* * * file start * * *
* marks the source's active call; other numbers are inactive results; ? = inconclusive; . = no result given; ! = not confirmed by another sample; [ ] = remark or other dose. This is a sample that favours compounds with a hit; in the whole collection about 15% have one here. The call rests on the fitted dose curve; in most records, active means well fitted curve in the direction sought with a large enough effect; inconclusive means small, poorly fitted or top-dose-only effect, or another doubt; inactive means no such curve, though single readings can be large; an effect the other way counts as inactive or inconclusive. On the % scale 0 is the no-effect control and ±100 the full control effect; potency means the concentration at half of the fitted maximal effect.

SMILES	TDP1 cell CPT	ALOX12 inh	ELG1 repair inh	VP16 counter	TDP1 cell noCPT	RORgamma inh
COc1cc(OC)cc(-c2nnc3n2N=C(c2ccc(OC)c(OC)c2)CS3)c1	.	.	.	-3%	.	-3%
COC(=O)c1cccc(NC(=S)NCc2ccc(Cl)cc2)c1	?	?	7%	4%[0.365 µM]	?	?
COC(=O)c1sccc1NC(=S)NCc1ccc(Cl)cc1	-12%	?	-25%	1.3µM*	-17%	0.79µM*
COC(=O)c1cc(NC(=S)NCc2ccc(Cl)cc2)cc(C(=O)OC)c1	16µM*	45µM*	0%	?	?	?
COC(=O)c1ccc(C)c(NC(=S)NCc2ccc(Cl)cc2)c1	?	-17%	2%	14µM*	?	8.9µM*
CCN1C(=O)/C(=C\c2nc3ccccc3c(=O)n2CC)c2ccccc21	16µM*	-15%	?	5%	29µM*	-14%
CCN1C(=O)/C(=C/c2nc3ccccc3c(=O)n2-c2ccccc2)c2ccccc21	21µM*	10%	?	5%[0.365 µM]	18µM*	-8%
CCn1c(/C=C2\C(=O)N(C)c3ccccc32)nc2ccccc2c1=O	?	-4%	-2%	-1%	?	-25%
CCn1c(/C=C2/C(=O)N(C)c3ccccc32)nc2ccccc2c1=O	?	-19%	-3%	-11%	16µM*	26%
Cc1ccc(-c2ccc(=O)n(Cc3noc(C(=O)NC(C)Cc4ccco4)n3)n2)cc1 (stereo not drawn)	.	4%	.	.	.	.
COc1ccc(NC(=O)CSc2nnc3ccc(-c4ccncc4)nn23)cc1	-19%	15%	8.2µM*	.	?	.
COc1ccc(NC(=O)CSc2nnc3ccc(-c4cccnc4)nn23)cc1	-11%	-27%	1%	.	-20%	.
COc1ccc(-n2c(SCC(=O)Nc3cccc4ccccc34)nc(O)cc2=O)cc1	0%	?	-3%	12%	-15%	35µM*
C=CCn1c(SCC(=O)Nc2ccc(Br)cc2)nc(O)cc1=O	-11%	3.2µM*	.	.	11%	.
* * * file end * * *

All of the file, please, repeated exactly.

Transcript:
* marks the source's active call; other numbers are inactive results; ? = inconclusive; . = no result given; ! = not confirmed by another sample; [ ] = remark or other dose. This is a sample that favours compounds with a hit; in the whole collection about 15% have one here. The call rests on the fitted dose curve; in most records, active means well fitted curve in the direction sought with a large enough effect; inconclusive means small, poorly fitted or top-dose-only effect, or another doubt; inactive means no such curve, though single readings can be large; an effect the other way counts as inactive or inconclusive. On the % scale 0 is the no-effect control and ±100 the full control effect; potency means the concentration at half of the fitted maximal effect.

SMILES	TDP1 cell CPT	ALOX12 inh	ELG1 repair inh	VP16 counter	TDP1 cell noCPT	RORgamma inh
COc1cc(OC)cc(-c2nnc3n2N=C(c2ccc(OC)c(OC)c2)CS3)c1	.	.	.	-3%	.	-3%
COC(=O)c1cccc(NC(=S)NCc2ccc(Cl)cc2)c1	?	?	7%	4%[0.365 µM]	?	?
COC(=O)c1sccc1NC(=S)NCc1ccc(Cl)cc1	-12%	?	-25%	1.3µM*	-17%	0.79µM*
COC(=O)c1cc(NC(=S)NCc2ccc(Cl)cc2)cc(C(=O)OC)c1	16µM*	45µM*	0%	?	?	?
COC(=O)c1ccc(C)c(NC(=S)NCc2ccc(Cl)cc2)c1	?	-17%	2%	14µM*	?	8.9µM*
CCN1C(=O)/C(=C\c2nc3ccccc3c(=O)n2CC)c2ccccc21	16µM*	-15%	?	5%	29µM*	-14%
CCN1C(=O)/C(=C/c2nc3ccccc3c(=O)n2-c2ccccc2)c2ccccc21	21µM*	10%	?	5%[0.365 µM]	18µM*	-8%
CCn1c(/C=C2\C(=O)N(C)c3ccccc32)nc2ccccc2c1=O	?	-4%	-2%	-1%	?	-25%
CCn1c(/C=C2/C(=O)N(C)c3ccccc32)nc2ccccc2c1=O	?	-19%	-3%	-11%	16µM*	26%
Cc1ccc(-c2ccc(=O)n(Cc3noc(C(=O)NC(C)Cc4ccco4)n3)n2)cc1 (stereo not drawn)	.	4%	.	.	.	.
COc1ccc(NC(=O)CSc2nnc3ccc(-c4ccncc4)nn23)cc1	-19%	15%	8.2µM*	.	?	.
COc1ccc(NC(=O)CSc2nnc3ccc(-c4cccnc4)nn23)cc1	-11%	-27%	1%	.	-20%	.
COc1ccc(-n2c(SCC(=O)Nc3cccc4ccccc34)nc(O)cc2=O)cc1	0%	?	-3%	12%	-15%	35µM*
C=CCn1c(SCC(=O)Nc2ccc(Br)cc2)nc(O)cc1=O	-11%	3.2µM*	.	.	11%	.